So  phenomenally  successful  has  the  last  decade  been  for   British  cycling  it  has  been  referred  to  by  many  as  its golden  age. So- what  can  David  Brailsford  and  Team  Sky   teach  us  about  making  more  revenue?      

The  Aggregation  of  Marginal  Gains    

Business  leaders  frequently  overestimate  the  importance   of  one  defining  moment  and  underestimate  the  value  of   making  better  decisions  on  a  daily  basis. Almost  every habit  that  we  have – good  or  bad – is  the  result  of  many   small  decisions  over  Ime.    

How  easily  we  forget  this  when  we  want  to  make   changes.    So  often  we  convince  ourselves  that  we  can  and should  be  like  Steve  Jobs – that  change  is  only  meaningful if  there  is  some  large,  immediately  visible  outcome associated  with  it. Whether  it  is  losing  weight,  building  a   business,  or  making  a  sale,  we  often  put  pressure  on ourselves  and  our  people  to  make  some  earth‐shattering   improvement  that  will  change  our  world  for  the  better  as   if  in  a  single  instant.    

Meanwhile,  improving  by  just 1 percent  isn’t  notable – it   isn’t  even  noticeable. In  fact  it’s  frequently  plain  boring – and  therefore  it’s  more  than  often  completely   overlooked. But  it  can  be  just  as  meaningful  and   powerful.  It  also  comes  with  way  less  risk – and  cost.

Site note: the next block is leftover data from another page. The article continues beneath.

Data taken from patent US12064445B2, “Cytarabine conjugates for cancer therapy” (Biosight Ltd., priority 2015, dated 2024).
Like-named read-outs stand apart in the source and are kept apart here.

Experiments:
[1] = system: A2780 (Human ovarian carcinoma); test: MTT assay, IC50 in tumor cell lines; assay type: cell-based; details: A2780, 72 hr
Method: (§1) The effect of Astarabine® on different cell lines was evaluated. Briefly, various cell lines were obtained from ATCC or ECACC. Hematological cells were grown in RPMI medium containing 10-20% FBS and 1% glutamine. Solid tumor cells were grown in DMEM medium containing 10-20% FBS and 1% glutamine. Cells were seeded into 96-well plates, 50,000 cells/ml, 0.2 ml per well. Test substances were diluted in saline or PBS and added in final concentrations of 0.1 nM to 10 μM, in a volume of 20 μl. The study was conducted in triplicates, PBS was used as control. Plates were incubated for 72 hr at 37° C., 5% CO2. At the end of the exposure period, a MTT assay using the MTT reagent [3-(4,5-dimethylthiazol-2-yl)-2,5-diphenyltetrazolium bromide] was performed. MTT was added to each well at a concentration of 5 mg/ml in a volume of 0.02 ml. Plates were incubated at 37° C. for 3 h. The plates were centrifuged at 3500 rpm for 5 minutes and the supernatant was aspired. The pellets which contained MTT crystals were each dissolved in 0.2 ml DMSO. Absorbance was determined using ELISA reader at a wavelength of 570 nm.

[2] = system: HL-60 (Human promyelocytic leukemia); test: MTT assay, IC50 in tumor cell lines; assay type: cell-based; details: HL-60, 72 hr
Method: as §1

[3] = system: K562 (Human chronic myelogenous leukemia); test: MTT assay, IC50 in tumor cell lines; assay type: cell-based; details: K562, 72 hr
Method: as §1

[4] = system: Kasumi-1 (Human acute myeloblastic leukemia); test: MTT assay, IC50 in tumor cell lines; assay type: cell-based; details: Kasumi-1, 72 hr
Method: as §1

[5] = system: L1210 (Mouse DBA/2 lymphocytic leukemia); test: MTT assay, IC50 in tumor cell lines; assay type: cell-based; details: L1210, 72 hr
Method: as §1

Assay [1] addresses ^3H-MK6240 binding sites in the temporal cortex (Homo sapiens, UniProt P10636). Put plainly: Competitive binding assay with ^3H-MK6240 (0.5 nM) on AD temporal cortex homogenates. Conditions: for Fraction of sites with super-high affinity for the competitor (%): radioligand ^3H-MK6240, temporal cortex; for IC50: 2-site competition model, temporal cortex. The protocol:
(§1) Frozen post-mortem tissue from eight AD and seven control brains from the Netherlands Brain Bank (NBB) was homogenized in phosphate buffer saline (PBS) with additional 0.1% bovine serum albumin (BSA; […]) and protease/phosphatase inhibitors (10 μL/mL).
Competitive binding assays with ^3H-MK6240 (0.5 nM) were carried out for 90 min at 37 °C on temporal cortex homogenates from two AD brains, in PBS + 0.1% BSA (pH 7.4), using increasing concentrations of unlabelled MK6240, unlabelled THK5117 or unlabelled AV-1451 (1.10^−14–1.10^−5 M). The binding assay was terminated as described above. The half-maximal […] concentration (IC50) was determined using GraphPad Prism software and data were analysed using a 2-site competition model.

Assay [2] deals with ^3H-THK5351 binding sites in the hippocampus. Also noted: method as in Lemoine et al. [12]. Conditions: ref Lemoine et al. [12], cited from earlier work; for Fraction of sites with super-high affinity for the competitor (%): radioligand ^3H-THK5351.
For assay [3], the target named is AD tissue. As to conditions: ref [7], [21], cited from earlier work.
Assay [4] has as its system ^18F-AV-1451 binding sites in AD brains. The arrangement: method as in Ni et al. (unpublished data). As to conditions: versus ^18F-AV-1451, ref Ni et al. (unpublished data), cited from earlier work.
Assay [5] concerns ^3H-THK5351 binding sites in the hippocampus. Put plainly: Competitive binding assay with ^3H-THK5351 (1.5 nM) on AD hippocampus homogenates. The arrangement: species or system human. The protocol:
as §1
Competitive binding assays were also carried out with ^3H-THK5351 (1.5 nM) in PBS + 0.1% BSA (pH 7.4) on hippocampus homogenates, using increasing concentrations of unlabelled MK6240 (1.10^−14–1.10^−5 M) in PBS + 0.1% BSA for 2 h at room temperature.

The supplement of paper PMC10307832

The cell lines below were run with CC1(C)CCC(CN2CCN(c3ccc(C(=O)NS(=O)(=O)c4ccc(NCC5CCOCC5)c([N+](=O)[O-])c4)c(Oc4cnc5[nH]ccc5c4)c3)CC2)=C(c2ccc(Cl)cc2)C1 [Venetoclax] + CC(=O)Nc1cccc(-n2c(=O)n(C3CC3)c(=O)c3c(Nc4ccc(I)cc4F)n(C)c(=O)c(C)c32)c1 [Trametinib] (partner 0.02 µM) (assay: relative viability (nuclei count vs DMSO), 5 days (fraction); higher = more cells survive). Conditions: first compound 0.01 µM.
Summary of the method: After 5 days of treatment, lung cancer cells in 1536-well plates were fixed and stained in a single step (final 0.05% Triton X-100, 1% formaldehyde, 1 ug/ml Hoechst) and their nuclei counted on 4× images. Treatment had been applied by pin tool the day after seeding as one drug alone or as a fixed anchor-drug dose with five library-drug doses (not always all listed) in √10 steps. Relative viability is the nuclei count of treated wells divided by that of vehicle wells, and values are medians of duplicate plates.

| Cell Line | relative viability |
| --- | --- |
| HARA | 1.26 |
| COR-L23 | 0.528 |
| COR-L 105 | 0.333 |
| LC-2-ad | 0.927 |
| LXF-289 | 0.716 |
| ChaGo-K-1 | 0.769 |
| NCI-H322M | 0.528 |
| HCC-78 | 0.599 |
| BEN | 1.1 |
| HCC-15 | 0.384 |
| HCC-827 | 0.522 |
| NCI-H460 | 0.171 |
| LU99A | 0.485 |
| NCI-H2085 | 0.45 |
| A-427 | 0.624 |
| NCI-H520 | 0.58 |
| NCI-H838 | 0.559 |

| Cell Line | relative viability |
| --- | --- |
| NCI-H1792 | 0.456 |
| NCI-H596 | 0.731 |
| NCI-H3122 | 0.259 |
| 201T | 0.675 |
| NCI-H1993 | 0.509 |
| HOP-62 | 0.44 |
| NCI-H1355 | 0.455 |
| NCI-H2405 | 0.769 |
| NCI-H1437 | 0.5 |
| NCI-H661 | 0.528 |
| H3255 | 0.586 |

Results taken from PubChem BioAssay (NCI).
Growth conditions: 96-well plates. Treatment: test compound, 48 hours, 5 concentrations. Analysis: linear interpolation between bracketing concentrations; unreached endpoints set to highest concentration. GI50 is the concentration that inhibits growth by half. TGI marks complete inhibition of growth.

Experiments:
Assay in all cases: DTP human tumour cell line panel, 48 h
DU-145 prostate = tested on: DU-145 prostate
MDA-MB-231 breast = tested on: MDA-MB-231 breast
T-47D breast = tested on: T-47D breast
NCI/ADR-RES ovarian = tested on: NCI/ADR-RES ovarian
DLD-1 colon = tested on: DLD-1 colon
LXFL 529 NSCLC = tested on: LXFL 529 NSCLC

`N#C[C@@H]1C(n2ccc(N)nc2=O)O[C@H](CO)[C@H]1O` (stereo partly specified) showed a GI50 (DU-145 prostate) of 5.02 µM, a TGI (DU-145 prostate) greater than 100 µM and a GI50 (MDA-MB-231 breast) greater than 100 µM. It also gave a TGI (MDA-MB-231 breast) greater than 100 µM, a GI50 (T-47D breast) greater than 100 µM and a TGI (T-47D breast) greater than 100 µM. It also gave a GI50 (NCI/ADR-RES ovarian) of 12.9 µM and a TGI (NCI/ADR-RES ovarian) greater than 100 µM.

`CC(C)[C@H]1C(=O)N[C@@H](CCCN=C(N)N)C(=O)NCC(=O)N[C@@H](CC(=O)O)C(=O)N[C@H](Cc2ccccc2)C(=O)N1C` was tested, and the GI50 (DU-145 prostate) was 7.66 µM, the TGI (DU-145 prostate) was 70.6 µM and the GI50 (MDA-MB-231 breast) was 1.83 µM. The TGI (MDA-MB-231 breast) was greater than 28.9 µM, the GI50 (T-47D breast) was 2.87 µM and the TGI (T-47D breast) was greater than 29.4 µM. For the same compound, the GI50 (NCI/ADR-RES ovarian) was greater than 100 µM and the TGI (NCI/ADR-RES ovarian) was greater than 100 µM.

Unfortunately,  the  same  pattern  also  works  in  reverse.  When  you  find  yourself  stuck  with  bad  habits  or  poor   results,  it’s  usually  not  because  something  happened   overnight.  It’s  the  sum  of  many  small  poor  choices –  a 1 percent  decline  here  and  there – made  over  time,  that   eventually  appears  as  a  major  problem.

These  CEO’s  improved  a  few  small  things  across  their  revenue  creation,  by just  a  few  percent.    Look  at  what  happened  to  their  revenue  results.
The  Power  of     Marginal  Gains.